Your Smartphone . . . The Kill Switch & Politics
During the recent campaign, New York City mayor-elect Bill de Blasio affirmed the need for a smartphone “kill switch.” He said the absence of a kill switch is a dangerous technological void. It is an important issue, to maintain a solid smartphone defense against online (cyber) attack.
Trendy campaign rhetoric? Or does his concern mean something? His acknowledgement of the issue may have weight . . . since being the mayor of New York City – sometimes described as “the second toughest job in the U.S.” – may influence your smartphone security. Besides this clout, Mr. de Blasio, with a son and a daughter who use smartphones constantly, may also be expressing a father’s well-founded sense of necessary smartphone security.
What does this mean for you?
It could boost the credibility of the SOS (“Save Our Smartphones”) coalition’s core thought: Provide a kill-switch function for smartphones – or other portable digital devices – and protect the individual. But . . . ?
But is a kill switch a personal “flip switch” to your personal protection? Is it a panacea?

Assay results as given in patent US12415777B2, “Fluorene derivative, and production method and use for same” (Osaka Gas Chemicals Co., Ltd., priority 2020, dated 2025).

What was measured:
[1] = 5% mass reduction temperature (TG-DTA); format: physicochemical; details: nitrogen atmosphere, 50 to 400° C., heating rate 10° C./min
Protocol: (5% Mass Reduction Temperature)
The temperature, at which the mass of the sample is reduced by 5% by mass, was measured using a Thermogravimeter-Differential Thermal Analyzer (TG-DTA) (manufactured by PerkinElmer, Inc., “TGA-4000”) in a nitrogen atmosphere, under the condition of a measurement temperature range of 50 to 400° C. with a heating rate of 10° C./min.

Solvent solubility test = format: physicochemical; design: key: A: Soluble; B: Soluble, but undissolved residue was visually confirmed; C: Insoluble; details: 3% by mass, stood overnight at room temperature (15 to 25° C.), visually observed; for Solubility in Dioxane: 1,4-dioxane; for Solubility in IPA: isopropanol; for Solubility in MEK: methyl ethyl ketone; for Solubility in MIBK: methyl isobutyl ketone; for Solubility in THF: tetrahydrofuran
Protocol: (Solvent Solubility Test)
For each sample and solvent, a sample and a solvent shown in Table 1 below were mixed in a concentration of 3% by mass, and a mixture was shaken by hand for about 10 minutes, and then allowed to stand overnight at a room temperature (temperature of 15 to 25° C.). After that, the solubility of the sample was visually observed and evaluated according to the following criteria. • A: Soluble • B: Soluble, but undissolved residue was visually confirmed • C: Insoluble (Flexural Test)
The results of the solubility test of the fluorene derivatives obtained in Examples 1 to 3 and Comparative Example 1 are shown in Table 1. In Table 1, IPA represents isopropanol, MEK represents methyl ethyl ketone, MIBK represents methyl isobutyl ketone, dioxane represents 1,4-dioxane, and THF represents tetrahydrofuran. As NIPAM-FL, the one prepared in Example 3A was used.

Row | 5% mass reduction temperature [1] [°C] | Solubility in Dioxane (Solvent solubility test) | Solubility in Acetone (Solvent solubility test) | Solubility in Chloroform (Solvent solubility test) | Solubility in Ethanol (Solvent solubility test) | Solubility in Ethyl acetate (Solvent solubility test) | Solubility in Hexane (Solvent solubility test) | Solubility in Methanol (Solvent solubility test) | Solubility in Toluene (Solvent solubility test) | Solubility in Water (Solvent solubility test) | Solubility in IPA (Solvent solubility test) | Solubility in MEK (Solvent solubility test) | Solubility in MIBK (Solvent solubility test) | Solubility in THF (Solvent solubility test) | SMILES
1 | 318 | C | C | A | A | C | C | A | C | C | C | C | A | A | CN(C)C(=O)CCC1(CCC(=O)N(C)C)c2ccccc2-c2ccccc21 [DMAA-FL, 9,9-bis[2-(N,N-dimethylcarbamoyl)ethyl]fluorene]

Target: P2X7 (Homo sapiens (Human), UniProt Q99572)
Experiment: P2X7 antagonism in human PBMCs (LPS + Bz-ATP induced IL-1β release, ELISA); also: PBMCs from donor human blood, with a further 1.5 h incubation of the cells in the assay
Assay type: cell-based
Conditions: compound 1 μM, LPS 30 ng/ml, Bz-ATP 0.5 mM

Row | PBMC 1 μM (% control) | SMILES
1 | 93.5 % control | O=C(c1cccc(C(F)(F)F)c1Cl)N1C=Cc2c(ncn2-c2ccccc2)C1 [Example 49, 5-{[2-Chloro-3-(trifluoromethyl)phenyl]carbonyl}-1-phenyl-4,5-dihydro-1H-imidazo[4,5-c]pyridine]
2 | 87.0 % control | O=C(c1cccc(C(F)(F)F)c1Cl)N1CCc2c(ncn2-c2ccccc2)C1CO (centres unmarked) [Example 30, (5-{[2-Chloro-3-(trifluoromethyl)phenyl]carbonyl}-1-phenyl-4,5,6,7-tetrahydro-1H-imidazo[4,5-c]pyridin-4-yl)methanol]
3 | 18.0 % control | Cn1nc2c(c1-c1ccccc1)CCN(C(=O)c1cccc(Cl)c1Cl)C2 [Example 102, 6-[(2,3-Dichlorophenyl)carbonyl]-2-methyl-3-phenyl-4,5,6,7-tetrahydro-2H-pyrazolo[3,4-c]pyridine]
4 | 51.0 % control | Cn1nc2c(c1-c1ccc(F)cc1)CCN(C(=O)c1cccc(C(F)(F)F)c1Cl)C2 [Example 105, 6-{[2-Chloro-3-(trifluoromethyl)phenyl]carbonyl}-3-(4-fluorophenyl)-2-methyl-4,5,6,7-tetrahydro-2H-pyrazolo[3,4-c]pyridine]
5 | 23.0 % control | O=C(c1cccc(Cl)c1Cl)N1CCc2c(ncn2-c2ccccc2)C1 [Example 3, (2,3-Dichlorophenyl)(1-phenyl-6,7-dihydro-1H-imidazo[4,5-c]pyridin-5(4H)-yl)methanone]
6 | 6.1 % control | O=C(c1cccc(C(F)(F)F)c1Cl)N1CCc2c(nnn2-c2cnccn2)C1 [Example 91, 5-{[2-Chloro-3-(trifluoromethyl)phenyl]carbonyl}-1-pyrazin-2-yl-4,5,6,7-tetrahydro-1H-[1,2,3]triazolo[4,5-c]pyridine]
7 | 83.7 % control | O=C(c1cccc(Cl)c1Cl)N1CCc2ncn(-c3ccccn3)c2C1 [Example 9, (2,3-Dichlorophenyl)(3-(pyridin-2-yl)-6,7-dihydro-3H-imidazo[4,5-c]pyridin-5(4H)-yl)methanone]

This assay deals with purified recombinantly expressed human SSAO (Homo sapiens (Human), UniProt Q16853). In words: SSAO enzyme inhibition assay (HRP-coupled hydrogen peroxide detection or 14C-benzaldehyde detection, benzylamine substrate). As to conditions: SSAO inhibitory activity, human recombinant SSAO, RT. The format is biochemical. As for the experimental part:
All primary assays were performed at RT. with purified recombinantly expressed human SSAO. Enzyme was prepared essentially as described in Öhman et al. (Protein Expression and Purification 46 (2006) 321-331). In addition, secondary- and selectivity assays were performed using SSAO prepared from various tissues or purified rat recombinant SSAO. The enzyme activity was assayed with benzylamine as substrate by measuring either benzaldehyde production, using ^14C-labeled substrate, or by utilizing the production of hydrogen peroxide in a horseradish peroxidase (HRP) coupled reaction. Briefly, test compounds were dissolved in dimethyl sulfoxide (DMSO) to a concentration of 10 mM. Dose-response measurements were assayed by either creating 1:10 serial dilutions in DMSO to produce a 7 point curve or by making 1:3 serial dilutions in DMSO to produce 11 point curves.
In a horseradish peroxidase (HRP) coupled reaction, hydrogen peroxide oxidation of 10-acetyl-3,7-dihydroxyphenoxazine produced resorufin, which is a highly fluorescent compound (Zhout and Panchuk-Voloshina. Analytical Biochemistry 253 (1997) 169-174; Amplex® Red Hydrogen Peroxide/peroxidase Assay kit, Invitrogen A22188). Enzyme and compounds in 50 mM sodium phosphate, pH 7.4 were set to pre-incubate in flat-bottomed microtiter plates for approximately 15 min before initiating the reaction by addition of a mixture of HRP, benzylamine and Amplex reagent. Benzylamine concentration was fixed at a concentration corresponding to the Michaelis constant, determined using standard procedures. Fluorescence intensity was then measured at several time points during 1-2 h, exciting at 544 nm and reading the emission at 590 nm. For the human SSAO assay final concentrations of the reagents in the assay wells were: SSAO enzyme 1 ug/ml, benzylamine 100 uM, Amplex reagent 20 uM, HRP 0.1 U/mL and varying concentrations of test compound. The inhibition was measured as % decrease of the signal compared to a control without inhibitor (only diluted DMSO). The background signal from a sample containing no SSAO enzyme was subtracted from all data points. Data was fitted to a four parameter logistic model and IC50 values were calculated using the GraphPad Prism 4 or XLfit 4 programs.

Manufacturers, such as Apple and Nokia, are only interested in sales – not personal protection. They are resisting. They have “no dog” is the ID protection race. Last heard, sales outweighed identity theft. Even fueled by the replacement of stolen or lost smartphones . . . the market is booming.
And, truth be told, any young individual – right now – isn’t too concerned about security.
It’s darkly humorous, that a young someone – while crossing a street – could be so engrossed, fixated on personal text . . . that he or she forgets a prime bit of personal information might be exposed (as easily as being blind to an oncoming car).
Like hungry sharks, hackers thrive on exposure. Humor is as humor does – as in “Groundhog Day” humor – but there’s no do-over when personal ID info is stolen.
And an observation: Is the avenue to less self-responsibility a potential highway for “Big Brother” oversight?
These are troubling issues. “Back door” hackers say they already have a solution for kill-switch smartphone protection. Personal responsibility is paramount . . . but can kill-switch technology solve the problem?
Complacency says “No.” The watchword is common sense . . . so “Big Brother” doesn’t become the norm.
The Blanch Law Firm is asking: How soon will smartphone security become “insecurity”?
If kill-switch technology is the future, does it give a prosecution the tool to invade a person’s personal space?
These are serious questions.
– Stephen Heath-Jones